Cruise LLC has truly self-driving cars — no safety driver — on the streets of San Francisco. The company said it’s going so well that it hinted at commercializing the cars sometime next year with the goal of taking the fleet to other major cities.
“We’re starting small with just a few cars, in a few areas of the city and we’ll be expanding to different parts of the city, at different times of day, until we’re operating everywhere in the city,” Cruise CEO Dan Ammann said last week.
Cruise started testing five vehicles last month. Ammann said he was “lucky enough” to be one of the first passengers in one.
“It was wildly boring,” Ammann said. “The ride itself was extremely natural and predictable so it was kind of boring, but in all the right ways.”
In October, the California Department of Motor Vehicles gave Cruise permission to test its autonomous vehicles without a safety driver in San Francisco.
Cruise is a self-driving car developer largely owned by GM, Honda Motor Co. and SoftBank. The permit allows Cruise to test five driverless Chevrolet Bolt-based vehicles on certain streets. Cruise is the fifth company to receive a driverless testing permit in California.
Last week, Cruise released a two-and-a-half minute video of the moment a safety driver steps out of the car and a voice broadcasts, “all systems ready, engaging,” and the car takes off, making turns throughout the darkened streets of San Francisco at night to the excitement of Cruise developers watching.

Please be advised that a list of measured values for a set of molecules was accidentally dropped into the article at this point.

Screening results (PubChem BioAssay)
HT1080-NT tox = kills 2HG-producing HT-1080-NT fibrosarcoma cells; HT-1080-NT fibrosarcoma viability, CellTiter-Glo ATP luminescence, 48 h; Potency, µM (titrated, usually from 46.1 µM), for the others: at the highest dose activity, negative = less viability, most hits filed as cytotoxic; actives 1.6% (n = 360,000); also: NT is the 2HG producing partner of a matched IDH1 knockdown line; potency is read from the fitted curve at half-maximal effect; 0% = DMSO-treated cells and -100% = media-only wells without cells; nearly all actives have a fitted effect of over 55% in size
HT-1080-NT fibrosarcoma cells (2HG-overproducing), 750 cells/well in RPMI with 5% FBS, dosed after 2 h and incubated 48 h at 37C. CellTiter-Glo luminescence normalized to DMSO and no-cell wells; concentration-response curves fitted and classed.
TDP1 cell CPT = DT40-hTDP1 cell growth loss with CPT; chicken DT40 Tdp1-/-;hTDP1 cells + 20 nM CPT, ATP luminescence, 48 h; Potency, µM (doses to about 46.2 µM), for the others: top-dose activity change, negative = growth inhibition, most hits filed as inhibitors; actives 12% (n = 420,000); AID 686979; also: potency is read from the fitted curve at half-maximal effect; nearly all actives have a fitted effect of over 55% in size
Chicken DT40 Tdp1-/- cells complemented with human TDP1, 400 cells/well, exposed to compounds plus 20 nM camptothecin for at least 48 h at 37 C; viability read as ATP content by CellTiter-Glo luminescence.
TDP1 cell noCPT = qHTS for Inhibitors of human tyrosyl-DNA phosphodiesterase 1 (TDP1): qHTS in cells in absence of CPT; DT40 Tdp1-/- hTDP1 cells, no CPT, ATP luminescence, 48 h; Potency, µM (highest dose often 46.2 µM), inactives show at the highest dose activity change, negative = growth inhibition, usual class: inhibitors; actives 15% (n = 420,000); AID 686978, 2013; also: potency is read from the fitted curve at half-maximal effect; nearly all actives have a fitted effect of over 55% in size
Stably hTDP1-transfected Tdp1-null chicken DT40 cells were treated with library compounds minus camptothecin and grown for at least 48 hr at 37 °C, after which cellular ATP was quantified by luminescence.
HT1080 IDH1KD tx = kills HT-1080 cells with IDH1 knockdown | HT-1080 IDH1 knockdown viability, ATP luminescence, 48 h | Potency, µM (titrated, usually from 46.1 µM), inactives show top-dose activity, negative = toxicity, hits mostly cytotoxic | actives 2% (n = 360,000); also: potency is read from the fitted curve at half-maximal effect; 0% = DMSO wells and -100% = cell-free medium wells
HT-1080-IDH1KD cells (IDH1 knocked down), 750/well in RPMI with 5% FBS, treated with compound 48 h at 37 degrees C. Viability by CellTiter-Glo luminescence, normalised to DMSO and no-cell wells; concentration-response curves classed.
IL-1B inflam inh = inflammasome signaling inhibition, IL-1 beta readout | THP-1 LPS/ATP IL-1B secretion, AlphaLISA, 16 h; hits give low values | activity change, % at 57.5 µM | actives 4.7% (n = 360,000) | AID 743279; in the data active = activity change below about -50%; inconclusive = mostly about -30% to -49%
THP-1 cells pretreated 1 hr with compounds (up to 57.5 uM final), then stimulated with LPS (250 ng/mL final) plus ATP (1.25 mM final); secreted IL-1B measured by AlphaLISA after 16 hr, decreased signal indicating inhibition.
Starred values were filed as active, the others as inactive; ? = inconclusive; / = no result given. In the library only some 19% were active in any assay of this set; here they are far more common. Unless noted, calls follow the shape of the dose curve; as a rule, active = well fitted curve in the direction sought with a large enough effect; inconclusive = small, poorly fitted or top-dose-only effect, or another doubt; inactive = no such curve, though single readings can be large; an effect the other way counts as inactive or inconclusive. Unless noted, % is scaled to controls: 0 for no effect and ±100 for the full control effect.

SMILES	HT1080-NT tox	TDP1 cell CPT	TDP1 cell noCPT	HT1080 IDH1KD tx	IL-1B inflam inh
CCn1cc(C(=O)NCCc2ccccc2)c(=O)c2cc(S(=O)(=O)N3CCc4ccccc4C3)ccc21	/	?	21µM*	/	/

The narrator explains that for over five years Cruise has been driving the streets of San Francisco logging in 2 million miles of testing for the zero-emission driverless cars.
“This is the beginning. There’s not that many opportunities in life to work on a technology that’s going to disrupt the last 100 years of transportation,” Kyle Vogt, Cruise co-founder and chief technology officer says in the video.
“And probably not an opportunity for any of us to work on a technology that will have such a positive impact on society and on humanity, and this is our humble step in that direction.”
Ammann said Cruise will continue to expand the testing on a methodical basis slowly across the city, pulling back the curtain on what’s largely been secret development.
“Our activity will be more visible externally and you’ll see the progress we’re making in a more tangible way. I think you’ll see things move pretty quickly and next year will be a pretty exciting year.”
Cruise does have a team of people that remotely monitors the driverless cars for safety measures, but he declined to say if they could take over the controls from remote if something went wrong.
When GM was granted the permit to test the driverless cars, GM CEO Mary Barra told analysts that getting that green light in San Francisco is key to GM’s ability to advance its self-driving business.
“If you think about ride-sharing today, the opportunity for profitability is in dense urban environments,” Barra said. “So having the opportunity to test it there is a pathway to faster commercialization and profitability.”